The Vatican and the Astronomer: Why George Coyne had to go
|August 27, 2006||Posted by O'Leary under Intelligent Design|
From what I can determine from recent pronouncements, the Vatican is not backing off the process of evicting Darwinism (“evolutionism”) as an innocuous belief system that a good Catholic can accept. Here’s Cardinal Schoenborn recently proposingÃ‚Â an evolution debate:
Cardinal SchÃƒÂ¶nborn, who sparked a worldwide debate in 2005 with an article in the New York Times on the subject, called for clarification of the difference between the “theory of evolution” and “evolutionism,” the latter understood as an ideology, based on scientific theory.
By way of example, the cardinal mentioned Karl Marx and Friedrich Engels, who saw in the publication of Charles Darwin’s “The Origin of Species,” “the scientific foundation for their Marxist materialist theory. This is evolutionism, not theory of evolution.”
The archbishop of Vienna warned against the application of this evolutionist ideology in fields such as economic neo-liberalism, or bioethical issues, where there is the risk of creating new eugenic theories.
[ … ]
Cardinal SchÃƒÂ¶nborn explained that the phrase meant that “the theory, as scientific theory, has been expanded with new scientific data, but of course that phrase cannot be interpreted as an ‘Amen’ of the Catholic Church to ideological evolutionism.”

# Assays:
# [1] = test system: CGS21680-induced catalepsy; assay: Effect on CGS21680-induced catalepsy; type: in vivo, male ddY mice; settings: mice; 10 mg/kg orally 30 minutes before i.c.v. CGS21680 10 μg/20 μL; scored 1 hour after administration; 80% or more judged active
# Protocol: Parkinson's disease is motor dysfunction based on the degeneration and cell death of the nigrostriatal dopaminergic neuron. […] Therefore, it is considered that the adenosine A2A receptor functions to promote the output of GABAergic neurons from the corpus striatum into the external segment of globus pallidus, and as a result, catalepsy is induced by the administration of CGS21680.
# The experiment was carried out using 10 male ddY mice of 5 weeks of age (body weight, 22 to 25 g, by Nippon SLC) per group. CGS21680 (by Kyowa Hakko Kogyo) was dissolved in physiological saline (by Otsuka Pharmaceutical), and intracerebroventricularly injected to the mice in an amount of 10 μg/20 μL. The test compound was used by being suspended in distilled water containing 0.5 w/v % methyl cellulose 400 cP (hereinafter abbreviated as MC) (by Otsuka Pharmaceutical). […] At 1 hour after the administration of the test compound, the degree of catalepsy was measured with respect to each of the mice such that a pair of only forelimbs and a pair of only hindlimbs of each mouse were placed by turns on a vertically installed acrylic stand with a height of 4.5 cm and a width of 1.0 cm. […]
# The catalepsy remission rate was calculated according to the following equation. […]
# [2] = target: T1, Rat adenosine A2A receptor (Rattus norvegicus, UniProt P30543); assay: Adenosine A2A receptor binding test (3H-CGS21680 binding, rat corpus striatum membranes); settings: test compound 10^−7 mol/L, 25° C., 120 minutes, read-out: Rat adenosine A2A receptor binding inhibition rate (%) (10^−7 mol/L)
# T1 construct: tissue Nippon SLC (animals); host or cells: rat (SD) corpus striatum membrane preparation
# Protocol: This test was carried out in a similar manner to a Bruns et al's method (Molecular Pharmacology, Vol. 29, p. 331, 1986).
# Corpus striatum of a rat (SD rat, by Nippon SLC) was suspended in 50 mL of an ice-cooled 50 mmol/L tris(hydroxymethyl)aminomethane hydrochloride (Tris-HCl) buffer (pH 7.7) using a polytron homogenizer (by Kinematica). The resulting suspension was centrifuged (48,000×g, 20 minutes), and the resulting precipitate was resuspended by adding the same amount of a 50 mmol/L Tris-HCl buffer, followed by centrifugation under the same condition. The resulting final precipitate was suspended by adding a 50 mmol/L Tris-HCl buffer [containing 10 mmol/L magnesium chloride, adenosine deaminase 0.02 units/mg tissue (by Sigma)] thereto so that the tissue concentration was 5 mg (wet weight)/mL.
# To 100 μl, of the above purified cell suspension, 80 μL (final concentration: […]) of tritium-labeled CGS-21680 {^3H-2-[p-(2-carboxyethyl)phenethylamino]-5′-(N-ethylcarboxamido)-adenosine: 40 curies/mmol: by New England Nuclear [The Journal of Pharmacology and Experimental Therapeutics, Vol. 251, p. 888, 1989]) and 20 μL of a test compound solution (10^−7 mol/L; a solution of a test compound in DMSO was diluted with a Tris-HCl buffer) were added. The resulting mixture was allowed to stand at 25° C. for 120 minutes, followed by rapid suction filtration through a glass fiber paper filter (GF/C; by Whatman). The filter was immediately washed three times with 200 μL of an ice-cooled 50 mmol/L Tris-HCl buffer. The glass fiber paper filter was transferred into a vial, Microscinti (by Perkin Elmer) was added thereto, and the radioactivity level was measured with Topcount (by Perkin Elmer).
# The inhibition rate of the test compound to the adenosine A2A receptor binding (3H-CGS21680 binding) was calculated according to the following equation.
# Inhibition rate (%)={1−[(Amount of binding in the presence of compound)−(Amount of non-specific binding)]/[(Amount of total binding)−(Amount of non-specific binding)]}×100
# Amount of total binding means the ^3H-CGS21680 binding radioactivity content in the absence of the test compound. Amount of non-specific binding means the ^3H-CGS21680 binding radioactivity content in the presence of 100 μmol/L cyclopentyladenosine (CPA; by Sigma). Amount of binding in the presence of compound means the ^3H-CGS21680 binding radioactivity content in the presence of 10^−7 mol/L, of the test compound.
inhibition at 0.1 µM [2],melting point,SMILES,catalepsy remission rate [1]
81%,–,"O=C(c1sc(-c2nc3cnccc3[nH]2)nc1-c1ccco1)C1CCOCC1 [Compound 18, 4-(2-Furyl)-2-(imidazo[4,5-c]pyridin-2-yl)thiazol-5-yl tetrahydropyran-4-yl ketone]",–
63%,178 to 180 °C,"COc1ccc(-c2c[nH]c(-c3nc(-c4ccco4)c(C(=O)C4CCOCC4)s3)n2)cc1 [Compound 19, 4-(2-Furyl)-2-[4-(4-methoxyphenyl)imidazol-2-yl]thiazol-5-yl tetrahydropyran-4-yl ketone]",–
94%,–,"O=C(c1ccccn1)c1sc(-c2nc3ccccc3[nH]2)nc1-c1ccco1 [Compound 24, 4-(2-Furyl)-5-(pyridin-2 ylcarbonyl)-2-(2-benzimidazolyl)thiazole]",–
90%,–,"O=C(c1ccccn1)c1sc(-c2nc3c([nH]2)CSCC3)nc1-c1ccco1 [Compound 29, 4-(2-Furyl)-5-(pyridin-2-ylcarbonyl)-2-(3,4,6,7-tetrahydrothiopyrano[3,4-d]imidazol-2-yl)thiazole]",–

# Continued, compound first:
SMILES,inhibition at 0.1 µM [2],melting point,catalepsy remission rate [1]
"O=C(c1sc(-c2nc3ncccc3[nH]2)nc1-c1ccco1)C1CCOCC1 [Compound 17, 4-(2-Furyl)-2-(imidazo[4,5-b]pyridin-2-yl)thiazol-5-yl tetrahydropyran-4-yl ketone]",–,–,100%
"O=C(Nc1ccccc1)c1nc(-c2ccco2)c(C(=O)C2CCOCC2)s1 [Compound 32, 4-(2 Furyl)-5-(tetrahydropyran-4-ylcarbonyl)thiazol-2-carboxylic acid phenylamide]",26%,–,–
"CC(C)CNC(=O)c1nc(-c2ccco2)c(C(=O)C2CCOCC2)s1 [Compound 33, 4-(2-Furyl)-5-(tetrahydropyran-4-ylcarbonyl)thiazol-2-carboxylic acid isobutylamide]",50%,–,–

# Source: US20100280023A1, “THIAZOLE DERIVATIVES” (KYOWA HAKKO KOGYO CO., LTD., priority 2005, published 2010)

It should be obvious to any reasonable person that Schoenborn knows exactly what the issues around Darwinism (“evolutionism”) are and he is not backing down.
Early last week ,the news broke that, as of August 19, Fr. George Coyne, 73, director of the Vatican Astronomical Observatory, had been replaced by Argentinian Jesuit Fr. JosÃƒÂ© Gabriel Funes as the new director of the Vatican Astronomical Observatory.
Coyne, who had been director since 1978, had become well known to the news media in recent months because of his opposition to Cardinal Schoenborn who, with the apparent blessing of the Pope, has been attempting to put some distance between the Catholic church and Darwinism since July 2005.
Maybe too well known.
The background to the issue is that John Paul II had said that evolution was “more than a hypothesis” but immediately went on to disclaim any materialist interpretation of it, which certainly includes Darwinism. However, the American pop sci media jumped on the first part of his statement like dogs on a rabbit, resulting in any number of essentially mistaken or misleading claims that the Catholic church “supports evolution.” These claims are, of course, used by those who would foist Darwinism on an unbelieving public.
In the sense in which the Catholic Church supports evolution, Michael Behe, the much reviled ID biochemist, also supports evolution. (Behe is a practicing Catholic, by the way.) That is, Behe and Schoenborn accept that evolution happens. But so? That doesn’t prove that Darwin was right about the power of natural selection or thatÃ‚Â today’s neo-Darwinists are right about anything at all. And those who revile Behe’s views would be unwise to hope for much better from the Vatican.